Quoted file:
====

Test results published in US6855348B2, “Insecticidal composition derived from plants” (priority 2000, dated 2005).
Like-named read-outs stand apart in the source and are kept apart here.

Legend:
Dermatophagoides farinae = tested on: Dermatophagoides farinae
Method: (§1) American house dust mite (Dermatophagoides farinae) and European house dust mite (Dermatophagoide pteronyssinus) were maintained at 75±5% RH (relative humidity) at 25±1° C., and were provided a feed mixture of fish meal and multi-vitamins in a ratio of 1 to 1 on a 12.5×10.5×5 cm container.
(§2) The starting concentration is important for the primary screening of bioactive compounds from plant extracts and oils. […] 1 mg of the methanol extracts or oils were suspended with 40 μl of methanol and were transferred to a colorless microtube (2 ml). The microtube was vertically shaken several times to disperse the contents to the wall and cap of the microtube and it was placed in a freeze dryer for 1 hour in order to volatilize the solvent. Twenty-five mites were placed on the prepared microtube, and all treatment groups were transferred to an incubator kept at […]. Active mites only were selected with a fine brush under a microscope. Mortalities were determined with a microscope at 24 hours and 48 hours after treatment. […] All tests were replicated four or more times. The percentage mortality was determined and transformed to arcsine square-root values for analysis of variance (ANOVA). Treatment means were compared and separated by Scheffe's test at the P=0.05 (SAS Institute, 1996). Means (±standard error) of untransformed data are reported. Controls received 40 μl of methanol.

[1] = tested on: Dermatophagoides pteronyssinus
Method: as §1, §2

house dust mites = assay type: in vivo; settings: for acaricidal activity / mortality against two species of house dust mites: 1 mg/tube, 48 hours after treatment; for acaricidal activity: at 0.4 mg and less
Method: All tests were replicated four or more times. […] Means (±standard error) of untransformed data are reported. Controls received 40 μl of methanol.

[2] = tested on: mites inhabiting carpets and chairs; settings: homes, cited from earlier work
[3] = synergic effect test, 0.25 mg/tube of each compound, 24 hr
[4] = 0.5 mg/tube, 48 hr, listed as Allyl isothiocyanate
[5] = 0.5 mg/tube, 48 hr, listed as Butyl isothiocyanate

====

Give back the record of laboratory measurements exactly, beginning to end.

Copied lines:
Test results published in US6855348B2, “Insecticidal composition derived from plants” (priority 2000, dated 2005).
Like-named read-outs stand apart in the source and are kept apart here.

Legend:
Dermatophagoides farinae = tested on: Dermatophagoides farinae
Method: (§1) American house dust mite (Dermatophagoides farinae) and European house dust mite (Dermatophagoide pteronyssinus) were maintained at 75±5% RH (relative humidity) at 25±1° C., and were provided a feed mixture of fish meal and multi-vitamins in a ratio of 1 to 1 on a 12.5×10.5×5 cm container.
(§2) The starting concentration is important for the primary screening of bioactive compounds from plant extracts and oils. […] 1 mg of the methanol extracts or oils were suspended with 40 μl of methanol and were transferred to a colorless microtube (2 ml). The microtube was vertically shaken several times to disperse the contents to the wall and cap of the microtube and it was placed in a freeze dryer for 1 hour in order to volatilize the solvent. Twenty-five mites were placed on the prepared microtube, and all treatment groups were transferred to an incubator kept at […]. Active mites only were selected with a fine brush under a microscope. Mortalities were determined with a microscope at 24 hours and 48 hours after treatment. […] All tests were replicated four or more times. The percentage mortality was determined and transformed to arcsine square-root values for analysis of variance (ANOVA). Treatment means were compared and separated by Scheffe's test at the P=0.05 (SAS Institute, 1996). Means (±standard error) of untransformed data are reported. Controls received 40 μl of methanol.

[1] = tested on: Dermatophagoides pteronyssinus
Method: as §1, §2

house dust mites = assay type: in vivo; settings: for acaricidal activity / mortality against two species of house dust mites: 1 mg/tube, 48 hours after treatment; for acaricidal activity: at 0.4 mg and less
Method: All tests were replicated four or more times. […] Means (±standard error) of untransformed data are reported. Controls received 40 μl of methanol.

[2] = tested on: mites inhabiting carpets and chairs; settings: homes, cited from earlier work
[3] = synergic effect test, 0.25 mg/tube of each compound, 24 hr
[4] = 0.5 mg/tube, 48 hr, listed as Allyl isothiocyanate
[5] = 0.5 mg/tube, 48 hr, listed as Butyl isothiocyanate